A Computer-Based Parent/Adolescent HIV Communication Intervention for Latinos

The recruitment status of this study is unknown because the information has not been verified recently.
Verified March 2010 by University of Michigan.
Recruitment status was  Active, not recruiting
Sponsor:
Collaborator:
Information provided by:
University of Michigan
ClinicalTrials.gov Identifier:
NCT01084421
First received: March 9, 2010
Last updated: NA
Last verified: March 2010
History: No changes posted

March 9, 2010
March 9, 2010
September 2007
September 2008   (final data collection date for primary outcome measure)
general parent-adolescent communication, parent-adolescent sexual risk communication, comfort with communication [ Time Frame: pretest, 1 week, 3 months ] [ Designated as safety issue: No ]
Same as current
No Changes Posted
Not Provided
Not Provided
Not Provided
Not Provided
 
A Computer-Based Parent/Adolescent HIV Communication Intervention for Latinos
A Computer-Based Parent/Adolescent HIV Communication Intervention for Latinos

The purpose of this study is to examine the efficacy of a brief culturally appropriate and theory-based parental communication intervention designed to improve parent-adolescent sexual communication and reduce adolescent sexual risk behavior.

Latino adolescents are at high risk for contracting HIV/AIDS. Few individual and even fewer parent interventions have been developed to address this persistent problem. Parent communication interventions provide an opportunity to enhance individual adolescent based approaches. However, there is a need for theory and culture based interventions focused on Latino parents. The program implemented in this study was designed for parents, to indirectly help reduce the health risks of their adolescents, including unintended pregnancy and STDs, including HIV/AIDS. The study has three aims regarding the examination of whether the computer based parental communication intervention is 1) associated with a greater increase in parents' comfort with, and quantity of communication; 2) associated with a greater increase in adolescents' intentions to abstain from sex and/or avoid unprotected intercourse and decreased self-reported intercourse and unprotected intercourse; and 3) feasible and acceptable to Spanish dominant Latino parents and their adolescent children.

Interventional
Not Provided
Allocation: Randomized
Endpoint Classification: Efficacy Study
Intervention Model: Crossover Assignment
Masking: Open Label
Primary Purpose: Prevention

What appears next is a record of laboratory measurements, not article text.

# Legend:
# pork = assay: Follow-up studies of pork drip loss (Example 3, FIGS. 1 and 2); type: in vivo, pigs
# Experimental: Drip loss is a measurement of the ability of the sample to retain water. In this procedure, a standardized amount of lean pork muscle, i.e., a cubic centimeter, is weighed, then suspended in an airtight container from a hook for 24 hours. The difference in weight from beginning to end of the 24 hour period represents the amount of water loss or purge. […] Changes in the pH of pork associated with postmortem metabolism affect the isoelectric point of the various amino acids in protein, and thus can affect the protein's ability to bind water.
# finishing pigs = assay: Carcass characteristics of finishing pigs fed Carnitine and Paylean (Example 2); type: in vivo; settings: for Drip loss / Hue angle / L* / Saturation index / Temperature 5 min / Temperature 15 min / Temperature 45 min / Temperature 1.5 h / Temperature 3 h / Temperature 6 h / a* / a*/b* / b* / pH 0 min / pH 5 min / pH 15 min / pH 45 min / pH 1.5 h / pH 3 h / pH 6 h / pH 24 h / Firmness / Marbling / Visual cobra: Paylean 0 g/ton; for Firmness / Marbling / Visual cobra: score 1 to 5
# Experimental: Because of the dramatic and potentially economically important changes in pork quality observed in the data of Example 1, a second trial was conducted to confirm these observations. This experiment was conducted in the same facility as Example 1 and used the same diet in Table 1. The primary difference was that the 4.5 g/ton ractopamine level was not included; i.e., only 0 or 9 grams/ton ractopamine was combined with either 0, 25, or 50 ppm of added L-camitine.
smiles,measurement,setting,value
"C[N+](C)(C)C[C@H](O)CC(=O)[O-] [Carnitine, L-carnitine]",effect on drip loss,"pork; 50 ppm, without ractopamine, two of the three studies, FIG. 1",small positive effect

• HIV/AIDS
  • STD
  • Pregnancy
Behavioral: Computer-based parent-adolescent HIV communication
The parental intervention consists of a 60 minute computer-based program delivered in two sessions (one per week). The DVD ROM provides information about adolescent sexual risk and HIV prevention, strategies to support sexual specific communication and parent-adolescent communication in general. The computer based education program is provided in Spanish.
Other Name: Cuidalos
  • Experimental: Computer based intervention
    Participants receive content about adolescent sexual risk and HIV prevention, strategies to support sexual specific communication and parent-adolescent communication in general.
    Intervention: Behavioral: Computer-based parent-adolescent HIV communication
  • No Intervention: Wait list control group
    Participants will receive the computer based intervention at 3 months follow-up
Not Provided

*   Includes publications given by the data provider as well as publications identified by ClinicalTrials.gov Identifier (NCT Number) in Medline.
 
Active, not recruiting
260
June 2010
September 2008   (final data collection date for primary outcome measure)

Inclusion Criteria:

  • Latino parents who have adolescents 14 to 17 years of age
  • Spanish dominant or bilingual
Both
Not Provided
Yes
Contact information is only displayed when the study is recruiting subjects
United States
 
NCT01084421
HUM00020148, R21NR010457
No
Antonia M. Villarruel, University of Michigan
University of Michigan
National Institute of Nursing Research (NINR)
Principal Investigator: Antonia M Villarruel, PhD,RN,FAAN University of Michigan
University of Michigan
March 2010

ICMJE     Data element required by the International Committee of Medical Journal Editors and the World Health Organization ICTRP